On July 2nd, 2022, Burna boy turned 31 and in true birthday fashion, he gifted his large number of global fans a steaming release of his sixth studio album which he signed off with — Love, Damini. The album is a bulky receptacle of 19 tracks that perfectly illuminates Burna Boy’s mould as an Afro-fusion artist. Love, Damini chronicles the more humane facet of Burna Boy. It fixes a light on the artist and highlights the more vulnerable version of Burna Boy that gets muddled up in his more gigantic personas such as Burna, the social activist, Burna, the African Giant, Burna, the Odogwu. In the album, we see a side as basic as Burna Boy, the man — replete with flaws, fears, faults, and failings. In the opening track, “Glory”, he intimates, “This is my story” and sings above the sober harmonies of South African singer, Ladysmith Black Mambazo. Similar to the pattern set by the first track, the final track in the album, “Love, Damini” features Ladysmith Black Mambazo with Burna Boy reflecting on his mistakes and making promises to atone and turn a new leaf.

From the release of L.I.F.E, Burna Boy’s debut album, he has shown that he is totally adept at swerving between the fine lines of rich Afrobeat, deep, soulful R&B, ardent hip-hop, and the flexuous rhythms of dancehall beats, balancing them in right proportions in each of his creations. In fact, the idea that he “could be an Al Green for Gen Alpha — a man whose musky sensuality, emotionally and local flavour are keys to his commanding presence,” has been stimulated. Thus, it is no surprise that his versatility shines bright in his new album. For “Cloak & Dagger”, inspired by the title of a television series, he enlists East London rapper, J Hus, and they merge as a supercharged duo built to give the album a gritty, grime-influenced sound where they both boast about prevailing in spite of dangerous haters. He switches it up again by teaming up with British lover-boy, Ed Sheeran, and they both croon love tributes to their respective love interests.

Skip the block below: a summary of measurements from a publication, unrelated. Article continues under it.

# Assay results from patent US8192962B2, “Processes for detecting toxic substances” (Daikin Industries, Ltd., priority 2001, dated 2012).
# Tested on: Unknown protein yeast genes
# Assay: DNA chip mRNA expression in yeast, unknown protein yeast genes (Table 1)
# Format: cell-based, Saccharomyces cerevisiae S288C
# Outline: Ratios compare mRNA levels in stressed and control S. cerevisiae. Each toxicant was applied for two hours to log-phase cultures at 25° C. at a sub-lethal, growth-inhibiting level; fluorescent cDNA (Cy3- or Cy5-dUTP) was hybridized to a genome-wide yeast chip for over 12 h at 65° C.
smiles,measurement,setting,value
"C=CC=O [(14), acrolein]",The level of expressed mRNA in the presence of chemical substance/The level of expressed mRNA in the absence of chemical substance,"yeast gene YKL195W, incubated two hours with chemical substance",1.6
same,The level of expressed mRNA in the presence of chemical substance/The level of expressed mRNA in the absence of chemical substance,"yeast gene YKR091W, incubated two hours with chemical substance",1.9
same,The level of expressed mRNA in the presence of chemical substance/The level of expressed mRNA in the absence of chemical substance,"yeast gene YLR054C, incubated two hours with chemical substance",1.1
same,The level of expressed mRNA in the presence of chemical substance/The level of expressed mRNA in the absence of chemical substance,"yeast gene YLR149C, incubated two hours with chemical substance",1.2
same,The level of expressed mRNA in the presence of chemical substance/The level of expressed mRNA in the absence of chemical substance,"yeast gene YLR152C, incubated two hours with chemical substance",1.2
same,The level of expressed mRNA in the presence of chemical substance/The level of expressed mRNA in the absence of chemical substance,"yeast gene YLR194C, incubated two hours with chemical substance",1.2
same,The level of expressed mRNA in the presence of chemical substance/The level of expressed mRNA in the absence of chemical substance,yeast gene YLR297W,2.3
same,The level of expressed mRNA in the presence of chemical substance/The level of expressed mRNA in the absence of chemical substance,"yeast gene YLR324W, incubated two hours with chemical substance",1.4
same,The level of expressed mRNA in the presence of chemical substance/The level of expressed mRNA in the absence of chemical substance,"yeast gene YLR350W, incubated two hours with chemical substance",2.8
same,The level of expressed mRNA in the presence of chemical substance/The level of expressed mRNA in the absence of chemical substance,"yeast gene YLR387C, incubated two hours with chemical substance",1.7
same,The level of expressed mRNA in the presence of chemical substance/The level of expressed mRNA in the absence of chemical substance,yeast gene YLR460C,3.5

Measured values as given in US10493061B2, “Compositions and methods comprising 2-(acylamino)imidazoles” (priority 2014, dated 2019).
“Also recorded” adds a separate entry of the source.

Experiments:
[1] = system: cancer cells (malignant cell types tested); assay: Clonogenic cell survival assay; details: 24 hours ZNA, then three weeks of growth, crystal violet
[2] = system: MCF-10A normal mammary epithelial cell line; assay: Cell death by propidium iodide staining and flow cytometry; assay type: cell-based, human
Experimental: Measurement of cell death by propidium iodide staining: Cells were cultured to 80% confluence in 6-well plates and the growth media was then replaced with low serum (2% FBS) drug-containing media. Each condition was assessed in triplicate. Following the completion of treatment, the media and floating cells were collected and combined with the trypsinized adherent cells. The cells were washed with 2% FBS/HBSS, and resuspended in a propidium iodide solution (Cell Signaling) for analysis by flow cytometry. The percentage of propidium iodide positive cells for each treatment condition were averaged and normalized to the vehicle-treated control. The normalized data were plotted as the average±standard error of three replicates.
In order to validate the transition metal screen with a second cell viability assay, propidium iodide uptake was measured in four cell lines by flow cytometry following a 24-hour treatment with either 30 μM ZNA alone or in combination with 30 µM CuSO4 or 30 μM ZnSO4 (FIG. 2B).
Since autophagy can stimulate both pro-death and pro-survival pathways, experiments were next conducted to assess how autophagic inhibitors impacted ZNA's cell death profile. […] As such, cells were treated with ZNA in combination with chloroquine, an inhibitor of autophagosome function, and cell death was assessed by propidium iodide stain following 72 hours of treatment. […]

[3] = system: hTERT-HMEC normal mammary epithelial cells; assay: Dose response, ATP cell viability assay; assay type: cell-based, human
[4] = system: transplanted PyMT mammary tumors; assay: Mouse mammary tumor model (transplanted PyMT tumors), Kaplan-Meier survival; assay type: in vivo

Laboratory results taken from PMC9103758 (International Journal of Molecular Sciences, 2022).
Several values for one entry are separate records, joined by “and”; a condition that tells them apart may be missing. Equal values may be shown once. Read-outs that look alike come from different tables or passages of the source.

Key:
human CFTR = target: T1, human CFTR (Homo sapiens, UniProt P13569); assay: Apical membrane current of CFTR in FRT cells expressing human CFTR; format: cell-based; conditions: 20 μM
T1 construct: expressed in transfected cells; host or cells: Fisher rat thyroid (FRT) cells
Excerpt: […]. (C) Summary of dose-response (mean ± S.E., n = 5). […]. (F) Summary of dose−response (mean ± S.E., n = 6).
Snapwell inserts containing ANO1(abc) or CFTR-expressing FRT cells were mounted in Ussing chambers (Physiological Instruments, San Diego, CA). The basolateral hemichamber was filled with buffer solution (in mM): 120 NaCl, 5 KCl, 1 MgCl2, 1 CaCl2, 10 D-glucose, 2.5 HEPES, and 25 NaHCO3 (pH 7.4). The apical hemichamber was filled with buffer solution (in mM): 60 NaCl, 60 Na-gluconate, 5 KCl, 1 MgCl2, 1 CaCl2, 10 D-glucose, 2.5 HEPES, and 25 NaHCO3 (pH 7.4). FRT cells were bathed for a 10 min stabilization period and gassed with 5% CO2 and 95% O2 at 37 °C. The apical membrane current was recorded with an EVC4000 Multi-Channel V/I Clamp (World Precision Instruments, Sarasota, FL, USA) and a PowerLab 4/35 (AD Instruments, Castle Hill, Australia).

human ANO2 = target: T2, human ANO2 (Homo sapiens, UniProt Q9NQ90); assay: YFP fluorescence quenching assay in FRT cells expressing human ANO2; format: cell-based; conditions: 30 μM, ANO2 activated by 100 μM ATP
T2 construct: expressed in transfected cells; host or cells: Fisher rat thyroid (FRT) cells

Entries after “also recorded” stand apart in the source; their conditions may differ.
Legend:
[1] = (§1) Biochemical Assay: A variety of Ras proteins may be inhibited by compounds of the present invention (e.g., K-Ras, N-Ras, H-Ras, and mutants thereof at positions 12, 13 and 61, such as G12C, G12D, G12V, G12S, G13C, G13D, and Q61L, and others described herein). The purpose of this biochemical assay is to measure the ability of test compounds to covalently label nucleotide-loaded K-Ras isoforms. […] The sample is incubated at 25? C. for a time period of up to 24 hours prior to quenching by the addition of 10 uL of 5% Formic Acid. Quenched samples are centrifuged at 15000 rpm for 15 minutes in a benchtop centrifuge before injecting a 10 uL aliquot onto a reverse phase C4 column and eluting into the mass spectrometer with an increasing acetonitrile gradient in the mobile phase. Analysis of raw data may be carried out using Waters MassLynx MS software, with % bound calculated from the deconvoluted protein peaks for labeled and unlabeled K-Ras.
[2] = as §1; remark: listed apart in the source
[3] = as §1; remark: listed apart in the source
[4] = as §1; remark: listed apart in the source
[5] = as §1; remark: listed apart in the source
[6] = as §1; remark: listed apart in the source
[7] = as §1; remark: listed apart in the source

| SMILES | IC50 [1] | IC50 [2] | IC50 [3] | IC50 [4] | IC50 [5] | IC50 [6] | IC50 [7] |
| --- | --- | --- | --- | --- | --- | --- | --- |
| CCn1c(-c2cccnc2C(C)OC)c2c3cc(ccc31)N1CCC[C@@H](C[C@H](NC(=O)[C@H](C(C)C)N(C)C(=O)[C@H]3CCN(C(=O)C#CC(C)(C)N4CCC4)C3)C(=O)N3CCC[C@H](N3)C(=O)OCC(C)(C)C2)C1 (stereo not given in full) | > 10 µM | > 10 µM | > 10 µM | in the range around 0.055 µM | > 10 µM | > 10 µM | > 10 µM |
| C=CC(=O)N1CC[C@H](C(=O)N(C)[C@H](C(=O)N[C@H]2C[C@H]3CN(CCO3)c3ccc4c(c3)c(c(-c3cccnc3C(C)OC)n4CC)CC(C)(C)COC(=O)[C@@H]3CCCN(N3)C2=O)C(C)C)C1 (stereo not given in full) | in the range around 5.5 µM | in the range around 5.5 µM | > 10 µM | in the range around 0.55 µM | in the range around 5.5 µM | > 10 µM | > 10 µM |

Love, Damini, in its inclusion and fusion of various sounds, does not exclude the eclectic sounds of Afrobeats mixed with reggaetón. The perfect blend of these sounds is infused in “Rollercoaster” assisted by Colombian singer, J Balvin.  This jam is embedded in solid rhythms that invite gyrations. Burna Boy exposes the twists and turns that are embodiments of his life, dispelling any illusion of ease that fame and luxury may sell to the public.


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However, with over four million streams on Spotify, “Last Last” is the certified star of the album. But that’s not to say that the other neonate songs are not packed with the potential to overtake it. Familiar tunes are present in Love, Damini such as melodies from “The Nights” by the late Swedish EDM legend, Avicii, in “It’s Plenty”. The popular, haunting sound employed in the Korean series, Squid Game, is also sampled in “Different Size” featuring Victony. Victony boldly stands by his claim as a staunch believer in the supremacy of female backsides and Burna Boy joins him in the celebration of the “different sizes” of “ikebe”.

In the rigmarole of sober reflections and hedonistic dreams explored in Love, Damini, Burna Boy briefly takes on the coat of his social activism and throws in a few socially conscious messages in “Whiskey” which takes a more indigenous sound quality to correlate with the subject it discusses. He condemns political corruption once more and lends sympathy to the deplorable state of pollution which his “city” — Port Harcourt — is awashed in. He laments:

Because of oil and gas, my city so dark/ Pollution make the air turn black/… People wey dey pray for the rain but e no fall/ Rain dey fall for another man’s place and e no stop/ E be like swimming pool for him house as e don flood/ All the things wey him get for his house many don lost.


Burna’s album, Love, Damini, approaches in a timely manner when its originator is wading the murky depths of unsavoury controversies. With the heartfelt admittance to his wrongdoings and shortcomings and profound vows to do better, we can only hope to see a changed Burna Boy in the coming days, one who is improved enough to eclipse the forceful presence of the hubris-ridden Burna Boy.

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